We owe it to George Floyd, Breonna Taylor, Ahmaud Arbery, Tony McDade, and countless others whose lives have been taken at the hands of institutionalized racism to fight for a more just and equal future. This begins by calling on the leaders of Rockefeller University to listen to our collective voice and fight with us. This movement will continue to press on because this is how change happens. We thank you for your passion.

In solidarity,

The Rockefeller Inclusive Science Initiative” 

RiSI petition:

“June 9, 2020 

We are disappointed in the administration’s tepid response to the Black Lives Matter movement and a lack of commitment to institutional changes to make the University a more diverse AND inclusive place. We demand that the administration immediately design, circulate, and implement an action plan to make Rockefeller University a supportive environment for all our members of Black and underrepresented minority communities, among our students, postdocs, faculty, and staff. 

This is our opportunity as a community to communicate that issues of diversity and inclusion are fundamentally important and need to be addressed by Rockefeller University’s administration.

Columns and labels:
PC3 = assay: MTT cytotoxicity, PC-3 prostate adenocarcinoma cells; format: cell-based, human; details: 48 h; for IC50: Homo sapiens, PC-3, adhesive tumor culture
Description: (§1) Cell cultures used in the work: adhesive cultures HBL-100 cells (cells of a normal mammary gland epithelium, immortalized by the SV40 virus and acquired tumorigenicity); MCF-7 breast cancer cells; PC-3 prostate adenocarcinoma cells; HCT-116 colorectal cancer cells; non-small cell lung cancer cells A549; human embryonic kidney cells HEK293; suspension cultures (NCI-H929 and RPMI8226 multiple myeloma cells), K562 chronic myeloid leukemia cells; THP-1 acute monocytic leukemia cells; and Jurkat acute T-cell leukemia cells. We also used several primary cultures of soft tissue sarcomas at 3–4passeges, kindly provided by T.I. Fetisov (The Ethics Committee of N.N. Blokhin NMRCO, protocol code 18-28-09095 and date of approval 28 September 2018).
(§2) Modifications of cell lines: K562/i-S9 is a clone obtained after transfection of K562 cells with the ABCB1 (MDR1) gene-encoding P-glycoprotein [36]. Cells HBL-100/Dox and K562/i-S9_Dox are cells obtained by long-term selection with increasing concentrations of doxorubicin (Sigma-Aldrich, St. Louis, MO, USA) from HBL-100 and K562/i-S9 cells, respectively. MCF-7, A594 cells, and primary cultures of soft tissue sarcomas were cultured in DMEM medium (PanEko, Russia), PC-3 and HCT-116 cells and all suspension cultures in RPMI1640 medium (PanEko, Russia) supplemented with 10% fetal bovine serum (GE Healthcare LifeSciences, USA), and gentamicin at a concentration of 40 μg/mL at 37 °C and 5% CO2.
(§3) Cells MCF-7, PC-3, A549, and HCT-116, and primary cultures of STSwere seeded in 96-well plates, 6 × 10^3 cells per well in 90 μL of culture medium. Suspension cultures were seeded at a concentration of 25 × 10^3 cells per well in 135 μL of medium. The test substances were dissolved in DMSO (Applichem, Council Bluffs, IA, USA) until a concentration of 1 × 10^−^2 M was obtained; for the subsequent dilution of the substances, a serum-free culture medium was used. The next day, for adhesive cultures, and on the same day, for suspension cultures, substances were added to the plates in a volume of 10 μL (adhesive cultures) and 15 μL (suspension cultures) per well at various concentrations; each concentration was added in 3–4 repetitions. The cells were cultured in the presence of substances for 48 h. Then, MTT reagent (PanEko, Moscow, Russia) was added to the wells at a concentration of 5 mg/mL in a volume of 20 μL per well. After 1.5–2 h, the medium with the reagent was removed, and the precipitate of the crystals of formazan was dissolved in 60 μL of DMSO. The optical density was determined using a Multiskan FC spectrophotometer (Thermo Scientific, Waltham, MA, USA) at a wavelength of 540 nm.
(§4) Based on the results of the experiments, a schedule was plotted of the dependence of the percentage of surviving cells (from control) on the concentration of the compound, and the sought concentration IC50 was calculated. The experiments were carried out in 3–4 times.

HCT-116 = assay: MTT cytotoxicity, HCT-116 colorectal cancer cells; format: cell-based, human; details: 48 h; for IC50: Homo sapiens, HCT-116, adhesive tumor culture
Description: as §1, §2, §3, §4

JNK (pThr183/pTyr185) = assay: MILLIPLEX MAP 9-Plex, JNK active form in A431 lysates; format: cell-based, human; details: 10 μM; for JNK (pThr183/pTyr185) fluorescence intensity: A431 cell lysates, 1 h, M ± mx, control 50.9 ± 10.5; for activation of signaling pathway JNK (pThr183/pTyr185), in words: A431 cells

We ask that you stand with us in our efforts to make Rockefeller University more inclusive by becoming a model for these efforts across academia, and sign this petition by the end of the day on Wednesday. 

IN ADDITION to the action items requested in the alumni petition, we demand that the University commit to: 

  1. Administrative position dedicated to diversity and inclusion: Hire a diversity/inclusion officer or similar position that reports to the president. We wholeheartedly agree that promoting diversity and inclusion should be in everyone’s job description, and we will continue championing that goal, but coordinating these long-term efforts takes a significant time commitment. We strongly feel that having a professional solely dedicated to the administrative side of these efforts will shift some of the burden from trainees. 
  2. Public statement on recruiting underrepresented faculty and trainees: Publicly make a commitment to recruit trainees and faculty from communities underrepresented in science on the university website (appropriate locations would be in the Faculty Recruitment and Graduate Program in Biosciences pages).